By Mischa Webley | Northeast Coalition of Neighborhoods
On Killingsworth Street, across from Vernon Elementary School, a small, modest building is evidence of a solution to a changing community. This is the home of Leaven Community, a nonprofit incubated by the Salt and Light Lutheran Church, previously Redeemer Lutheran, which has been in the northeast community for decades.
Starting in 2010, church members began to rethink everything.
Seeing the neighborhood change rapidly around them – and the feelings about church and religion changing with it – they decided the answer was to lean into the change wholeheartedly and embrace it.
To do that, they hired a community organizer and spent three years soul searching and simply listening to their neighbors: they knocked on doors, held public meetings and heard about what holes in the community they could fill.
They had decided the key to moving forward wasn’t to serve the community in a one-way relationship. Rather, it was to build a platform that could become whatever it was the community decided it should be.
The result was Leaven Community. It’s an organic and constantly evolving project that, among other things, hosts a variety of grassroots community organizations as well as the Salt and Light Church of Christ. The change has been an undertaking that’s much bigger than a single church. In fact, most of the groups are not faith-based at all.
“It’s a practice-based community,” said Mira Ayala, a Leaven Community member and organizer with Oregon Synod, the regional arm of the Lutheran church. “It’s about practices, not an expectation to subscribe to any set of beliefs.”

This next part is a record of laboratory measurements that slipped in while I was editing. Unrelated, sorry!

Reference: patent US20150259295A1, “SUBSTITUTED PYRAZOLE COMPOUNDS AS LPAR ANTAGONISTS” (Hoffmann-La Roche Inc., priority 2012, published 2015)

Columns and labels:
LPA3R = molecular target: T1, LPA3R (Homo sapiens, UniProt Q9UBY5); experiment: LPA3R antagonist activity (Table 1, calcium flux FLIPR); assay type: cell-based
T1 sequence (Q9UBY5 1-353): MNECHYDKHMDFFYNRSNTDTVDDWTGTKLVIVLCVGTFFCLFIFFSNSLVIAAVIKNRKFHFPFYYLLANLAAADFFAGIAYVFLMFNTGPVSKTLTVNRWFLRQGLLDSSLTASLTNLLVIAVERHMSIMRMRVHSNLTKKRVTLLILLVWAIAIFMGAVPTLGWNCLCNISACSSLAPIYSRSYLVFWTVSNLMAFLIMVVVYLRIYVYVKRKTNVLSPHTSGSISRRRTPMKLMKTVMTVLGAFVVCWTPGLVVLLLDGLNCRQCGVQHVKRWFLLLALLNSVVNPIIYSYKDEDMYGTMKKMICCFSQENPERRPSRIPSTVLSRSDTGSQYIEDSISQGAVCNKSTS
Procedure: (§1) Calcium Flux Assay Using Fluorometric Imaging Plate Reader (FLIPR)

The groups on-site are diverse, and decidedly agnostic:
- The Portland Tool Library, which loans out tools to neighbors
- A Buddhist meditation group
- A feminist women’s group
- A food collective
- An innovative Salt and Light program called Intercambio
- An intercultural language exchange that hosts dinners for people who speak different languages to come together and learn from one another
It’s all part of a broader philosophy that defines the role of the church as providing the journey, but not necessarily the destination.
In the words of LaVeta GilmoreJones, Leaven Community co-executive director, “We create spaces for people to be who they are through the exploration of their spiritual journeys and to act together out of our stories and the love we have for one another to do systemic and structural change so that we have more thriving neighborhoods.”
Editor’s note: This story was reprinted with permission from NECN’s Hey Neighbor! newsletter. See more stories at bit.ly/NECNHEY